By Gary Baines
When the Irwins did move to Boulder when Hale was 14, it was only appropriate that they settled in very close to Boulder Country Club, at a site now known at Flatirons Golf Course.
“When we moved here, we stayed in a little motel until our house was being finished right across from the old Boulder Country Club (near the current site of BDT Stage),” Hale Irwin said. “My brother (Phil) and I would go across the street — everything was a playground at Baxter Springs; there weren’t any fences. So Pogo Pettyjohn — he was the marshal — would come out on his Vespa and chase us off. It became a challenge. Could we go and get balls out of the lake before Pogo found us? Then I’d caddie. I’d take the caddie fees and go pay the green fees to go play. Those were the good days, but they were learning days.”
It didn’t take long for Irwin to prove a success in tournament golf. His learning curve was indeed steep.
“When I was 14 we had just moved to Colorado and I played in the local Jaycee event” at what is now Flatirons Golf Course, he said. “I had never played a tournament before, and I won it. That took you onto the state tournament, where I finished third. That took you on to nationals, which was back in Virginia. So I look back and the tournament blood, I got the injection then. My first tournament and I won it. I can remember being so excited. And the rapid success of going on and seeing what golf could do … Just in three tournaments I had gone from southeast Kansas to Boulder to (another Colorado site), then on to Virginia. So it was pretty exciting stuff.”
Irwin — who attended Casey Middle School upon moving to Boulder, then graduated to Boulder High School starting in his sophomore year — competed in golf, football and basketball at BHS, and excelled at each. And though he didn’t compete in high school baseball, he was good enough to play one summer for the Boulder Collegians, a semipro baseball team.
“I think all athletes that are that level are competitive in pretty much everything they do,” noted Irwin’s son Steve. “One thing people might not know about dad is how good he is at other sports as well. Obviously football, but he was a great baseball player, a really good basketball player. Pretty much any sport he’s done, he’s been very successful at. Anything that he’s trying to do, he’s going to be the ultimate competitor at it — whether it’s horseshoes on a family trip or we’re messing around with putting contests or whatever the case may be.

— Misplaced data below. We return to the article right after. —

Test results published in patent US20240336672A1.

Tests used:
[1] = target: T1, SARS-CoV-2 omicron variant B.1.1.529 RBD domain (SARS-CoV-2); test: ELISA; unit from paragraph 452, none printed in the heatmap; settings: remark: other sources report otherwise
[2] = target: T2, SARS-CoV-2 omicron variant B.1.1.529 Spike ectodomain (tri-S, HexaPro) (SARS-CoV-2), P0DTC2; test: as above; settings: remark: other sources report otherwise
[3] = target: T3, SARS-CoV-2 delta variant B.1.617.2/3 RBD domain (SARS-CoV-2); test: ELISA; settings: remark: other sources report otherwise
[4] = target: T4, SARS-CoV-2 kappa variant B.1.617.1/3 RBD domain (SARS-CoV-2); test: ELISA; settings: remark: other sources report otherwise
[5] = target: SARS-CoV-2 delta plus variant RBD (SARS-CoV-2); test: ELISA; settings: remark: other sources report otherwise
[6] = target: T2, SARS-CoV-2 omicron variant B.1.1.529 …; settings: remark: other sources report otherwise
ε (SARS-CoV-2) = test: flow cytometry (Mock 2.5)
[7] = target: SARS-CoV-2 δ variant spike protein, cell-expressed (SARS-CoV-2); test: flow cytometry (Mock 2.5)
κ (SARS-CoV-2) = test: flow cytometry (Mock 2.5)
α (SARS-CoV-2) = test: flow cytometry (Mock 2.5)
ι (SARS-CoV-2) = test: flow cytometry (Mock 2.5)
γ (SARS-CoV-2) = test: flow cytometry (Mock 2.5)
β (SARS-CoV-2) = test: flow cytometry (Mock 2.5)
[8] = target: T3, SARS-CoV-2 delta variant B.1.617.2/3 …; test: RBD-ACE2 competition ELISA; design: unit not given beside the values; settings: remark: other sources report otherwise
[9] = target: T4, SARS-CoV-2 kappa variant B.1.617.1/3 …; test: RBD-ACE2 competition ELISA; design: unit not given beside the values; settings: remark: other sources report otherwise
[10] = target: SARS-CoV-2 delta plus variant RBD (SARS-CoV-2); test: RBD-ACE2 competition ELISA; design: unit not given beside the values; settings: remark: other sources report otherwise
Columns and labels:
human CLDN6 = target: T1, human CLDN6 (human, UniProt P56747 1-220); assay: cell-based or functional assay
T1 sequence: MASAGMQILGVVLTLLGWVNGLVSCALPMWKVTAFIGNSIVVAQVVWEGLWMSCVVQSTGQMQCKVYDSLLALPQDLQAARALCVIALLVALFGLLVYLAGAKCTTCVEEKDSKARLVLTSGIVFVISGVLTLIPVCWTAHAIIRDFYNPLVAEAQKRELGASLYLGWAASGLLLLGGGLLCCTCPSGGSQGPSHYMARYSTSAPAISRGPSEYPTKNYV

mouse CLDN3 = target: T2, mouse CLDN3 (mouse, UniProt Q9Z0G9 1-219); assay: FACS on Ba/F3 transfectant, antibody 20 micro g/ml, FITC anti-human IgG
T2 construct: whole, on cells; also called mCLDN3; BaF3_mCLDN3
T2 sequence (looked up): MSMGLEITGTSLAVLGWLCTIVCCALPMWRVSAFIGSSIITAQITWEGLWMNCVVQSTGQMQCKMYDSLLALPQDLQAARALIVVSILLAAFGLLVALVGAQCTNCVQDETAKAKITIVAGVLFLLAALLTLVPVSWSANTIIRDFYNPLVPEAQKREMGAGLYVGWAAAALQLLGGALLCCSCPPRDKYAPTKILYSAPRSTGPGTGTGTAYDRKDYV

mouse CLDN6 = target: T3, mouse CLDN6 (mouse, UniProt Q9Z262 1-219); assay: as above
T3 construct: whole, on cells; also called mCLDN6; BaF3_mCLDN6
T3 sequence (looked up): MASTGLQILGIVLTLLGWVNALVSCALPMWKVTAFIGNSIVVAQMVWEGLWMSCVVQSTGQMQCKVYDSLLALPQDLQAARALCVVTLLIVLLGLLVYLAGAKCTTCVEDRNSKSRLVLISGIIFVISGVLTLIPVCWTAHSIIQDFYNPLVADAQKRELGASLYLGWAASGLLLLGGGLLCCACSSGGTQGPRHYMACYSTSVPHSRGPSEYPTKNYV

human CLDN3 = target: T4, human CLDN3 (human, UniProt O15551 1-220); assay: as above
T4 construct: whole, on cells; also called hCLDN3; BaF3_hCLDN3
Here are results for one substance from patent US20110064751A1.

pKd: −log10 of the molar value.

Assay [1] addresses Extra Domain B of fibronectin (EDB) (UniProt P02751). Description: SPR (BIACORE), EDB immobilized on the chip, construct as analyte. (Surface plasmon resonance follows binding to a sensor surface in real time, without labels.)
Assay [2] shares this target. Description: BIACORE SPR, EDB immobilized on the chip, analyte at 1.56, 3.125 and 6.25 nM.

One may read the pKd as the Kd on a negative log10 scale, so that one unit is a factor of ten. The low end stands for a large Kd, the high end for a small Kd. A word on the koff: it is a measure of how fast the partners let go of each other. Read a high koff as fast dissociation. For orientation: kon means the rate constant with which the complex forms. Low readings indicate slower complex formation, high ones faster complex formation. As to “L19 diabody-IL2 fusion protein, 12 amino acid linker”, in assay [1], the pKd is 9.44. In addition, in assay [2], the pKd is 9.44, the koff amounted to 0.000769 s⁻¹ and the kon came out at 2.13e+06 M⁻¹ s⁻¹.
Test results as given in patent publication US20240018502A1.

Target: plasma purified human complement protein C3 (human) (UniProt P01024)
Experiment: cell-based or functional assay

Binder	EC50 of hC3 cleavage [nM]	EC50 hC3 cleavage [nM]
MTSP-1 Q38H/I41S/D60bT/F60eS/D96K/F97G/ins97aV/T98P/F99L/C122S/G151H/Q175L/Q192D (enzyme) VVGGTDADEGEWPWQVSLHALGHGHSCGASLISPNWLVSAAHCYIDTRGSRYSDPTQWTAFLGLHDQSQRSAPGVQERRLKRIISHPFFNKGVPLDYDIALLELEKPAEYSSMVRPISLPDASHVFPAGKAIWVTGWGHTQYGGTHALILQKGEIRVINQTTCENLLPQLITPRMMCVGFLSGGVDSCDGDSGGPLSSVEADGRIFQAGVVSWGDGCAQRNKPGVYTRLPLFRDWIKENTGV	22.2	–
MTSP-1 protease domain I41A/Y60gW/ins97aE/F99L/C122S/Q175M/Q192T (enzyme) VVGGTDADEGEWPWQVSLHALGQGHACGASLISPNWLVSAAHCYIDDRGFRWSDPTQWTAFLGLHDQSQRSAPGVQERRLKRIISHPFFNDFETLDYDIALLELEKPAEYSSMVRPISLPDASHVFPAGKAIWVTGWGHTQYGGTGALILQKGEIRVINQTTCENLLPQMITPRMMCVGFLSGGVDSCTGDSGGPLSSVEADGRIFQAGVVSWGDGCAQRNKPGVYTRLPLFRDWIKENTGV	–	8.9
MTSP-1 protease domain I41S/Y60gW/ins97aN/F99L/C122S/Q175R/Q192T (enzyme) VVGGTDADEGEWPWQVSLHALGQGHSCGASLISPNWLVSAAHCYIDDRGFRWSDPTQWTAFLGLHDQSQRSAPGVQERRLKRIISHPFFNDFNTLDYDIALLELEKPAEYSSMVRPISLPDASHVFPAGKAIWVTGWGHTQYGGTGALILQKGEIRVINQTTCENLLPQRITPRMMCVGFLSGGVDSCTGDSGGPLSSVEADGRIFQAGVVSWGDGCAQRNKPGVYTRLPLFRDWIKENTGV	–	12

“There’s a competitiveness but also a lightheartedness there of enjoying the moment and not all about grinding that especially in recent years has started to come out more.”
Ironically, Irwin didn’t initially go out for football as a high school sophomore.
“We went down to Boulder High one practice during the preseason practices and watched, then the next thing I knew the coach talked us into going out for the team. It took a couple of weeks, but before I knew it I was on the varsity. Kayo Lam (now a Colorado Sports Hall of Famer, who played in the same CU backfield as Byron “Whizzer White”), his son Bill Lam was the quarterback. I soon became the quarterback. And I played cornerback on defense. That stayed with me throughout my high school football career.”
In Irwin’s senior season, the Boulder football team went 9-1 the year before winning the state title. CU coach Eddie Crowder said Irwin was one of Colorado’s top high school football prospects at the time.
In basketball, Irwin was a feisty defender and an All-Northern Conference selection.
“I always got the assignment on defense to guard the best player on the other team,” he said. “I guess defense was always in my blood in some way or another.
“I remember one year we played (Aurora Central) and Lynn Baker (who would go on to play basketball at CU),” Irwin said. “And I didn’t realize how high he could jump. I would try to block him out and he would still sky right over me and got every rebound. I thought, this is the hardest guy I’ve ever had to try to block out.”
And then, of course, there was golf. The year 1962 proved a big step forward on a statewide basis for Irwin as he won the CGA Junior Match Play. Then in 1963 as a senior, Irwin not only captured the individual state high school title (pictured above on left), but he led Boulder to the team championship. Also on that state title-winning golf team was Dick Anderson, who would go on to play in two Super Bowls and intercept 34 passes in his career with the Miami Dolphins. Anderson was a year younger in school than Irwin, while Dick’s brother Bobby was three years younger than Hale.
“In high school during the winter, he’d go shovel a place just large enough to hit practice balls and another place to hit them in,” brother Phil once said about Hale.
It should be noted that in the early 2000s when the Daily Camera newspaper in Boulder surveyed longtime members of the sports staff about their all-time top male and female athletes from Boulder County, all four of those questioned picked Irwin No. 1 on the male list. That includes Dan Creedon, who was worked at the newspaper for almost 40 years and covered Irwin at Boulder High School and CU.
For perspective, other prominent people who made those lists were Dick and Bobby Anderson, cyclist Davis Phinney and former NFL standout Tony Boselli.